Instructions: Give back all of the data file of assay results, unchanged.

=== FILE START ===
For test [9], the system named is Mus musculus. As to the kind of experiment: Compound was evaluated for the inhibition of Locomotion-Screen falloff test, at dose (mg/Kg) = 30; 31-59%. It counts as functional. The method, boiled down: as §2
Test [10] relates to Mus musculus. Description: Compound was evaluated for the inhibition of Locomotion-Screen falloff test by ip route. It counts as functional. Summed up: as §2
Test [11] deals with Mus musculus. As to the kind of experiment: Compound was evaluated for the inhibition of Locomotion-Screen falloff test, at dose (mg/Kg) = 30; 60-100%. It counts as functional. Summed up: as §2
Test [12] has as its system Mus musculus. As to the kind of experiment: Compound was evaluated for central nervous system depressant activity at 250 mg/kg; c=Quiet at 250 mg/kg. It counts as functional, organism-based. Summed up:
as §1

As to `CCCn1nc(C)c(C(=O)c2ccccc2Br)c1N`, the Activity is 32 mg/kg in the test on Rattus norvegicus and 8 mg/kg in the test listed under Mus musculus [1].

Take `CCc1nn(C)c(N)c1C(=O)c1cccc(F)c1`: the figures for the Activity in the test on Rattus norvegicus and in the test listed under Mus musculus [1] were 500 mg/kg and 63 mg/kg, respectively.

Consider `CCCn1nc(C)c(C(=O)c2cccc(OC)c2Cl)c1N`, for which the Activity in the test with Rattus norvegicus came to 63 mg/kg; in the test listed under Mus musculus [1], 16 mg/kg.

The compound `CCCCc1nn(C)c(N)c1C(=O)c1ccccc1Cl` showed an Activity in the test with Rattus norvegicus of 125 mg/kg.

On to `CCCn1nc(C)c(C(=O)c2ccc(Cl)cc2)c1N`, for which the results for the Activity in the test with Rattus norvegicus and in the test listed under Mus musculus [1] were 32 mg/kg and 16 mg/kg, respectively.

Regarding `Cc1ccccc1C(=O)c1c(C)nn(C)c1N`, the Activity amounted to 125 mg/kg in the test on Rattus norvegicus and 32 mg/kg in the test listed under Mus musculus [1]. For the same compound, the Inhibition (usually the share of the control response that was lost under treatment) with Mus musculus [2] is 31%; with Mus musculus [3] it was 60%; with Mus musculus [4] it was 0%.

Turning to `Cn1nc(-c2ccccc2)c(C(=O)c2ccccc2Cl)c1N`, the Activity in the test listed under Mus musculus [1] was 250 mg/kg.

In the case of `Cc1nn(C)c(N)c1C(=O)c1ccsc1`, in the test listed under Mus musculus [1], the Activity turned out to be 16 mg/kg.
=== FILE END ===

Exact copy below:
For test [9], the system named is Mus musculus. As to the kind of experiment: Compound was evaluated for the inhibition of Locomotion-Screen falloff test, at dose (mg/Kg) = 30; 31-59%. It counts as functional. The method, boiled down: as §2
Test [10] relates to Mus musculus. Description: Compound was evaluated for the inhibition of Locomotion-Screen falloff test by ip route. It counts as functional. Summed up: as §2
Test [11] deals with Mus musculus. As to the kind of experiment: Compound was evaluated for the inhibition of Locomotion-Screen falloff test, at dose (mg/Kg) = 30; 60-100%. It counts as functional. Summed up: as §2
Test [12] has as its system Mus musculus. As to the kind of experiment: Compound was evaluated for central nervous system depressant activity at 250 mg/kg; c=Quiet at 250 mg/kg. It counts as functional, organism-based. Summed up:
as §1

As to `CCCn1nc(C)c(C(=O)c2ccccc2Br)c1N`, the Activity is 32 mg/kg in the test on Rattus norvegicus and 8 mg/kg in the test listed under Mus musculus [1].

Take `CCc1nn(C)c(N)c1C(=O)c1cccc(F)c1`: the figures for the Activity in the test on Rattus norvegicus and in the test listed under Mus musculus [1] were 500 mg/kg and 63 mg/kg, respectively.

Consider `CCCn1nc(C)c(C(=O)c2cccc(OC)c2Cl)c1N`, for which the Activity in the test with Rattus norvegicus came to 63 mg/kg; in the test listed under Mus musculus [1], 16 mg/kg.

The compound `CCCCc1nn(C)c(N)c1C(=O)c1ccccc1Cl` showed an Activity in the test with Rattus norvegicus of 125 mg/kg.

On to `CCCn1nc(C)c(C(=O)c2ccc(Cl)cc2)c1N`, for which the results for the Activity in the test with Rattus norvegicus and in the test listed under Mus musculus [1] were 32 mg/kg and 16 mg/kg, respectively.

Regarding `Cc1ccccc1C(=O)c1c(C)nn(C)c1N`, the Activity amounted to 125 mg/kg in the test on Rattus norvegicus and 32 mg/kg in the test listed under Mus musculus [1]. For the same compound, the Inhibition (usually the share of the control response that was lost under treatment) with Mus musculus [2] is 31%; with Mus musculus [3] it was 60%; with Mus musculus [4] it was 0%.

Turning to `Cn1nc(-c2ccccc2)c(C(=O)c2ccccc2Cl)c1N`, the Activity in the test listed under Mus musculus [1] was 250 mg/kg.

In the case of `Cc1nn(C)c(N)c1C(=O)c1ccsc1`, in the test listed under Mus musculus [1], the Activity turned out to be 16 mg/kg.